Many if not most of Alaska’s rural schools are not working. Low student performance and high teacher turnover are just two of more obvious indicators of problems in these mostly Native school districts. Those working in the schools say it’s time for radical changes.
Paul Berg has taught in Alaska for more than 40 years — 10 of them in villages.
“You want to see racism go to a village school,” said Berg. “You’ll see Outside, usually Anglo teachers have the best jobs, the most pay. Vast majority of administrators will be Anglo. It is not working. The statistics and the data are very clear. ”
Berg, now 70, teaches high school students during the summer and works as a cross-cultural specialist for the Goldbelt Heritage Foundation. He, among other educators meeting this month at the University Alaska’s Natives Studies Conference, describes schools as colonial forces not that much different from the boarding schools of years ago that punished Native children for speaking their languages.
“Education is the means whereby a culture perpetuates itself and transfers itself to the young. Public education has taken this away from the Yupik, the Inupiat, the Aleut and others and given basically middle class America to these people,” said Berg. “As to the degree that they wish that… that should be their choice but they should have the inalienable undeniable right to transfer the culture and the language to their children. It’s called the right of culture sovereignty and English-speaking nations are among the last on earth to recognize it.
“(Tlingit) My prayer is that Tlingit is going to live forever because we want our little babies to be talking,” said Xh’unei Lance Twitchell. He is using every means possible to make sure his children speak his Native language. He speaks Tlingit to them instead of English… knowing that the media environment will make sure they learn English. He wants bilingual and Tlingit immersion schools. He sees the shortfall in state education funds as an opportunity, because it prompts many to ask the question — why keep spending lots of money on a system that doesn’t work?
Diane Hirshberg is the director of the University of Alaska Anchorage Center for Education Policy Research. She has studied the indigenous education systems throughout the world to find out which were successful, and why.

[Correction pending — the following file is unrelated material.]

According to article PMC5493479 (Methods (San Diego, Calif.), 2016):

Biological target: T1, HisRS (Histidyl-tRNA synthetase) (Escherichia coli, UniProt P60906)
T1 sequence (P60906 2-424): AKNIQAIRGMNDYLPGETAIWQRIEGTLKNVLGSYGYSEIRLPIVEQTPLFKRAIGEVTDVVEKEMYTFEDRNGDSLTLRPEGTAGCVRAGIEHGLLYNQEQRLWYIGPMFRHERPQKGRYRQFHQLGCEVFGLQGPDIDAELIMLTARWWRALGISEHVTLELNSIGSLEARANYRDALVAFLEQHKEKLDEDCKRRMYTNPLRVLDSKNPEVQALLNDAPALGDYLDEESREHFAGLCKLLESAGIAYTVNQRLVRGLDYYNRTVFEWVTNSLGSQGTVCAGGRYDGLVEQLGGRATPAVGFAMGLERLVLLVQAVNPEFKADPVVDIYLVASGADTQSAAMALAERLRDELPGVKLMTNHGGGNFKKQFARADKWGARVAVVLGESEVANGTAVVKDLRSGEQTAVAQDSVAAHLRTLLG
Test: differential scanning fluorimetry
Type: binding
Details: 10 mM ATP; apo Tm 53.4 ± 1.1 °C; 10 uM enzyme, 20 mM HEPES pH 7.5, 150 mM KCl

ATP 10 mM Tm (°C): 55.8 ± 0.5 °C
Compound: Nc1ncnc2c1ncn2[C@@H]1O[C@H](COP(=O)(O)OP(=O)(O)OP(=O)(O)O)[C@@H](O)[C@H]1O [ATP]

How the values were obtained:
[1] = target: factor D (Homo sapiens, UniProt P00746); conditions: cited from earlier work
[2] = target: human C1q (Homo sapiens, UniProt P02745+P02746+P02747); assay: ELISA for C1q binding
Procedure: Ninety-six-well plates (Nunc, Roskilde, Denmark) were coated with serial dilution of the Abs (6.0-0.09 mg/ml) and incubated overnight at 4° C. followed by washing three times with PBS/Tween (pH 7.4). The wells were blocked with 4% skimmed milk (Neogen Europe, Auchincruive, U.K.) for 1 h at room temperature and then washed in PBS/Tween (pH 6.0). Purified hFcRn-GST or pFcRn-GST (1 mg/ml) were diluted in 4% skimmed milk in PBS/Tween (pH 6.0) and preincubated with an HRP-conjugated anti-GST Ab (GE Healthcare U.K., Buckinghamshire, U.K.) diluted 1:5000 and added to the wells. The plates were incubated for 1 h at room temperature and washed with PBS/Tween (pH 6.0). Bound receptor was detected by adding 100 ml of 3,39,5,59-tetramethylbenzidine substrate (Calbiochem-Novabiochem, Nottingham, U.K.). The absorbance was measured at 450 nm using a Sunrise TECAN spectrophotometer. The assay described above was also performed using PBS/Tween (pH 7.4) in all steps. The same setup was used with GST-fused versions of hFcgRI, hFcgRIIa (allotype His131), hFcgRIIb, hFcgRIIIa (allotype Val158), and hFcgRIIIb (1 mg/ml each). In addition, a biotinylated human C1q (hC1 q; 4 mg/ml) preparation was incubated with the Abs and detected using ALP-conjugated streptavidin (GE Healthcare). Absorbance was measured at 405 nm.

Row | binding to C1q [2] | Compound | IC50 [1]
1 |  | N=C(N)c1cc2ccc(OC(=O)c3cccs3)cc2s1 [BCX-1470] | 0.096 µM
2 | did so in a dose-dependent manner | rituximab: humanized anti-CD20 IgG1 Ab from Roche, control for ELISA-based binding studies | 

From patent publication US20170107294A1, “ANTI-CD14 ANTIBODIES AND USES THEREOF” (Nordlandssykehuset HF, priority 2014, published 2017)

“So we’re talking from Maori students to Greenlandic students to Hawaiian to lower-48 American Indian. And it is really clear that ownership of the schools, some degree of self-determination is necessary,” said Hirshberg. “It’s not sufficient. It’s not enough but it’s how you get started.”
Hirshberg joins many Alaska Natives in advocating that the state help tribes access federal Indian Education funds to support Native schools. They argue it’s time to spend money on something that works.
“I don’t know to what extent the state is willing to say, ‘Well it’s ok you can get this other funding, legally it’s allowed. Maybe you should take this on. You know, it relieves the pressure,’” said Hirshberg. “The state constitution says we must provide an education, but if those students are receiving the education from a voluntary tribal run system that is paid from outside, is the state willing to set up the conditions for that to happen?”
Natives living in rural Alaska say they need successful schools teaching their children Native language and traditions. Rayna Hartc, whose mother’s family is Yupik, says failing to provide such an education is not an option.
“The failure to educate a child in our area isn’t just that the child doesn’t get an education. For us it very often becomes a civil rights issue, a human rights issue because many of these children don’t fit in and they don’t belong and lead to… to suicide,” said Hartc. “This isn’t an educational issue. This is the right of a child to have a vibrant and viable future.”
Rayna Hartc is acting superintendent at the Yupiit School district.